Nelson admits that in return for her assistance in obtaining the above contracts, Holiday provided her with, among other benefits, a shopping bag containing $35,000 in cash and an envelope containing $10,000 in cash. Holiday also arranged for and paid $7,000 for Nelson’s passage on a Caribbean cruise.
Nelson admits that she failed to report the cash and other illicit payments from Holiday and other contractors as income on her federal individual income tax returns for 2000 through 2003. Nelson concealed the income by arranging to make cash deposits into her bank accounts in amounts that did not exceed $10,000, in order to evade federal reporting requirements regarding cash transactions.
Nelson faces a maximum sentence of 15 years in prison on the bribery charge and five years in prison for tax evasion. U.S. District Judge Deborah K. Chasanow scheduled her sentencing for June 16, 2008 at 10:00 a.m.
Michael B. Holiday, age 50, of Silver Spring, Maryland, also pleaded guilty to bribery and tax evasion in connection with this scheme. Holiday is scheduled to be sentenced on January 23, 2008 at 2:00 p.m.
In a related case, Richard S. Hudec, age 44, of Naples, Florida, who was a former chief operating officer of USProtect, pleaded guilty on November 30, 2007 and faces a maximum sentence of five years in prison for concealing material information from federal contracting officials - including four prior felony convictions - in connection with federal contracts worth over $150 million that were awarded to USProtect. He also pleaded guilty to evading taxes on income he obtained as a result of the government awarded contracts and faces five years in prison and a $250,000 fine for the tax evasion. U.S. District Judge Deborah K. Chasanow scheduled Hudec’s sentencing for February 25, 2008 at 3:00 p.m.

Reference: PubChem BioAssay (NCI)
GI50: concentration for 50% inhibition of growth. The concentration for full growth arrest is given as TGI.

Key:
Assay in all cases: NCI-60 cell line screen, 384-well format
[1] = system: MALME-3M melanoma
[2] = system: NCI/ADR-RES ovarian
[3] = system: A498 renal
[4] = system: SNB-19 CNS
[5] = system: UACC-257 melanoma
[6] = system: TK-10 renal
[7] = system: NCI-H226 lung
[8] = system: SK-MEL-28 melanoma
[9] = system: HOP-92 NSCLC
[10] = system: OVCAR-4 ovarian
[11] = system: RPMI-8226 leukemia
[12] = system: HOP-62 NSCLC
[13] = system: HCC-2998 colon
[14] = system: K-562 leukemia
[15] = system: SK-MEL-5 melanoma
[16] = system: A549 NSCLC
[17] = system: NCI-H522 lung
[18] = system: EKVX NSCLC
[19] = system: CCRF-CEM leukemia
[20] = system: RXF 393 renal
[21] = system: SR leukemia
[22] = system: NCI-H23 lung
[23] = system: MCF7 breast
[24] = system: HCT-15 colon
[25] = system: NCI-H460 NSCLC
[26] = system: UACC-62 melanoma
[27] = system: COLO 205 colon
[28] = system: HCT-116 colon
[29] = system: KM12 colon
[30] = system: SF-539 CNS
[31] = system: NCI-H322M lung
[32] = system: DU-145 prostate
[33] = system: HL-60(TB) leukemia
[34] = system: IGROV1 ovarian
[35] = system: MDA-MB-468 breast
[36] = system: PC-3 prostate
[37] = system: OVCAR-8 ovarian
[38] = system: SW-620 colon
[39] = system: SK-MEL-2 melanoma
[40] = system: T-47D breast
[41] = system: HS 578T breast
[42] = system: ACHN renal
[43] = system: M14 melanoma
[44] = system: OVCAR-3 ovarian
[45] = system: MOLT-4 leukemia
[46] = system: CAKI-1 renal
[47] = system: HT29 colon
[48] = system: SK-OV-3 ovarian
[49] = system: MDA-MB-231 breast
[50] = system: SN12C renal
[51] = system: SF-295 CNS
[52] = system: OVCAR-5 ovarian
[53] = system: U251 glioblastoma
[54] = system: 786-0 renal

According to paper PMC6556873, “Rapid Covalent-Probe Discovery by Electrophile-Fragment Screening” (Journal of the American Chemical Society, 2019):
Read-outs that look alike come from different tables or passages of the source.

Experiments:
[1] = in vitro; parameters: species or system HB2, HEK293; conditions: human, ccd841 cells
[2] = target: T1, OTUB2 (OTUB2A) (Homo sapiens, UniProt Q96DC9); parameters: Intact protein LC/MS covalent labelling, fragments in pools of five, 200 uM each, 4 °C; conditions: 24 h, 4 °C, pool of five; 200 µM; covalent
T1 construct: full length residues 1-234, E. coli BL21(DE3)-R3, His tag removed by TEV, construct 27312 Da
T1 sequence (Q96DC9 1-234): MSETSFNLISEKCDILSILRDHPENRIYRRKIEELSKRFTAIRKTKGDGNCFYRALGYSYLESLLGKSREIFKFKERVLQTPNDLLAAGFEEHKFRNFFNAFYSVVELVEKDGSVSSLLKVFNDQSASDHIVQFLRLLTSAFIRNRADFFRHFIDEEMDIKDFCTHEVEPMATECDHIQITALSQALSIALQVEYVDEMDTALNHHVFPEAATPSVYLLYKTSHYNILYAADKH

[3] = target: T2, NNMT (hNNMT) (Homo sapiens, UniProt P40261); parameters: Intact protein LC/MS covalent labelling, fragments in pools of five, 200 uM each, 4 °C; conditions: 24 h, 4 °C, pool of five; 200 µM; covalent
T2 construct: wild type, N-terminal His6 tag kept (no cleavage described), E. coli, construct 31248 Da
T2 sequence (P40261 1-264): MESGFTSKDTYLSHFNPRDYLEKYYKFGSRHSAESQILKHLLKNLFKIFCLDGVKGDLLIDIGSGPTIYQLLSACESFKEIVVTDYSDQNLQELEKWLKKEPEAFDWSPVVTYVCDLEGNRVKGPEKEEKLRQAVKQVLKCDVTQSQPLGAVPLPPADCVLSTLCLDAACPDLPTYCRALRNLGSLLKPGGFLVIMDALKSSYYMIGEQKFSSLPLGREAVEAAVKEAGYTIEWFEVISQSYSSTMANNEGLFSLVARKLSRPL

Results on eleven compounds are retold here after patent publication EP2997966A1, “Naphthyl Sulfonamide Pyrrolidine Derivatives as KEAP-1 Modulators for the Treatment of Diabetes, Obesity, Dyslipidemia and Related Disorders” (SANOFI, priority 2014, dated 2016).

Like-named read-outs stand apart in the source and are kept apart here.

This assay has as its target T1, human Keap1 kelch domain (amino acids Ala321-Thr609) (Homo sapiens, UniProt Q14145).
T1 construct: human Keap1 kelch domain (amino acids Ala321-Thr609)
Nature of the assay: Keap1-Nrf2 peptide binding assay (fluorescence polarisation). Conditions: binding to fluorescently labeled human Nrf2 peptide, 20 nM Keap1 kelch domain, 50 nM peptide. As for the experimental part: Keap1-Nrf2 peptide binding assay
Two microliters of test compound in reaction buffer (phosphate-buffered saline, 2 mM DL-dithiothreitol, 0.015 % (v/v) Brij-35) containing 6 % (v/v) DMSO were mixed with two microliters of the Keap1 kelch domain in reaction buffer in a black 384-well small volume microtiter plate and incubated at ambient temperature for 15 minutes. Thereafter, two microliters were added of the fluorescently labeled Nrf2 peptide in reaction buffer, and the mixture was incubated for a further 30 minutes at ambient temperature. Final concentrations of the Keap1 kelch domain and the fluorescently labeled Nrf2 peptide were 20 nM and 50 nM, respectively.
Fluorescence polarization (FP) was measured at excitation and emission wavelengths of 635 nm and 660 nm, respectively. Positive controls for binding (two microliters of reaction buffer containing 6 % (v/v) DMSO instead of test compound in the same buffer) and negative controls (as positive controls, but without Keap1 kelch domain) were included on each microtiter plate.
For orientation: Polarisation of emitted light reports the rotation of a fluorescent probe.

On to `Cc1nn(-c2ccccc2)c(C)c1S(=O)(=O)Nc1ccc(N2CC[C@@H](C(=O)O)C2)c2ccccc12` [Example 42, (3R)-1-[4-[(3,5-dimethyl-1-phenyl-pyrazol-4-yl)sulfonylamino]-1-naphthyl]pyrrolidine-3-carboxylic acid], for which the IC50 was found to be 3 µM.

In October 2006, the Department of Justice launched the National Procurement Fraud Task Force designed to promote the early detection, identification, prevention and prosecution of procurement fraud associated with the increase in government contracting activity for national security and other government programs. The Procurement Fraud Task Force - chaired by Assistant Attorney General Alice S. Fisher for the Criminal Division - includes the United States Attorneys’ Offices, the FBI, the U.S. Inspectors General community, and a number of other federal law enforcement agencies. This case, as well as other cases brought by members of the Task Force, demonstrate the Department of Justice’s commitment to helping ensure the integrity of the government procurement process.
United States Attorney Rod J. Rosenstein praised the Federal Bureau of Investigation; the General Services Administration - Office of Inspector General; the Social Security Administration - Office of Inspector General; the Department of Homeland Security - Office of Inspector General; the Internal Revenue Service - Criminal Investigation; Treasury Inspector General for Tax Administration; and the Defense Criminal Investigative Service for their investigative work. Mr. Rosenstein thanked Assistant U.S. Attorneys Michael Pauzé and Jonathan Biran, who are prosecuting the case.